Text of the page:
1. “New” Media Crucial in Aftermath of Haitian Earthquake With standard telephone, radio, and television communications disabled, “new” media platforms such s Twitter, Skype, and YouTube, were critical to delivering early information about damage and relief efforts in the aftermath of the 7.0 earthquake that rocked Haiti on January 12.
2. Reporters Doubling as Docs in Haiti Following the earthquake, for the first time ever, all of the major domestic TV news networks deployed doctor-reporters to the scene of a natural disaster. Treating injured patients whilst covering the recovery and relief efforts, they sparked debate about journalistic ethics and the role of M.D. medical correspondents in crisis situations.
3. MIA on the IPCC After it broke in the British press that the Intergovernmental Panel on climate change had overestimated the melt rate of Himalayan glaciers in its 2007 assessment report, controversy began brewing overseas. But rather than address the mounting attacks on the panel’s credibility, many of which were unfounded, the American press sat passively on the sideline.
4. Whither the Watershed An in-depth survey of science and environment reporting in across the Ohio River Valley, one of the country’s most important, and often imperiled ecosystems, which drains a total area of approximately 141,000 square miles and includes portions of ten states.
5. A “Slick” Numbers Game The day after the Deepwater Horizon sank in the Gulf of Mexico, estimates of an oil leak ranged from nonexistent—the Coast Guard’s first guess on April 23—to a potential 336,000 gallons per day, which is what the exploratory rig was pumping before the explosion. By April 25, after further reconnaissance by remotely controlled submersibles and sonar, the Coast Guard and BP reassessed, settling on an estimate of 42,000 gallons per day. Yet it was not until April 28, after gullibly reporting one figure after another, that the press began to question how authorities were arriving at the estimates.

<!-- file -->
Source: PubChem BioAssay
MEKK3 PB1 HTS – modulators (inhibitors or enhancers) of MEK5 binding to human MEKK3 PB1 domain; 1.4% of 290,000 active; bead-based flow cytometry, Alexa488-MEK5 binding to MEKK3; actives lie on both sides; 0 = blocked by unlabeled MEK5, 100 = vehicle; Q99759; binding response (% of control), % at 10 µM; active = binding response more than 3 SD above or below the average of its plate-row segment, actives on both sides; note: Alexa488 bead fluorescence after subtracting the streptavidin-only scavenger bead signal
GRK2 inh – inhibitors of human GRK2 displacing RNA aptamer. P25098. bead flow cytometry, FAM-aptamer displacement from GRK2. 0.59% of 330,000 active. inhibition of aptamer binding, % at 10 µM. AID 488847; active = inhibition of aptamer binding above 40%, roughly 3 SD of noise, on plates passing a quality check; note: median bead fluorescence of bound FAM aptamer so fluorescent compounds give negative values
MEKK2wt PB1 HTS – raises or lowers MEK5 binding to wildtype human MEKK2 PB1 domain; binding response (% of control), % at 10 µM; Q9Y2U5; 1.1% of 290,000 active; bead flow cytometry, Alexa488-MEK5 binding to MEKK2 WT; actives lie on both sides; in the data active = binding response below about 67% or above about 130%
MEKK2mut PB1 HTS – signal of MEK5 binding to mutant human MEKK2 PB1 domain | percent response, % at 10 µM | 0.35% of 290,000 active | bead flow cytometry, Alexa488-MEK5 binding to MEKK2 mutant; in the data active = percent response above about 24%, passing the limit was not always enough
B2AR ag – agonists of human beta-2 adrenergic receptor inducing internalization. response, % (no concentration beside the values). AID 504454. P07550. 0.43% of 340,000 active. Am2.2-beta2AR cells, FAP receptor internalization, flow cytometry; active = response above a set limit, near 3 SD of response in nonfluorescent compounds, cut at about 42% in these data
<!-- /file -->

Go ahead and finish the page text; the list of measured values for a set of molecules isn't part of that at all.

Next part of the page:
6. EPA Officials Demand Anonymity Twice in a period of three months, the Environmental Protection Agency ordered reporters not to name the agency officials participating in media conference calls, frustrating a number of the journalists involved who complained that transparency problems at the EPA go beyond anonymous sources on teleconferences.
7. The Oil Plume Paradox Months after the BP’s leaking well was capped in mid-July, pinpointing the amount of oil lingering in the Gulf of Mexico continues to be a source of frustration for journalists and scientists alike, with multiple, contradictory—if not necessarily “dueling”—research reports being published on the subject over the span of just a few weeks.
8. Close Encounters of the Media Kind In December, bloggers at a few of the country’s top news outlets engaged in wild, unsubstantiated speculation about the discovery of aliens after a cryptic press release issued by NASA said the agency would be holding a news conference “to discuss an astrobiology finding that will impact the search for evidence of extraterrestrial life.” Professional reporters with advanced access to the embargoed research paper upon with the conference was based knew, of course, that the news was much more terrestrial in nature.Curtis Brainard writes on science and environment reporting. Follow him on Twitter @cbrainard. Tags: best of 2010, EPA, extraterrestrials, Haiti, IPCC, oil spill, transparency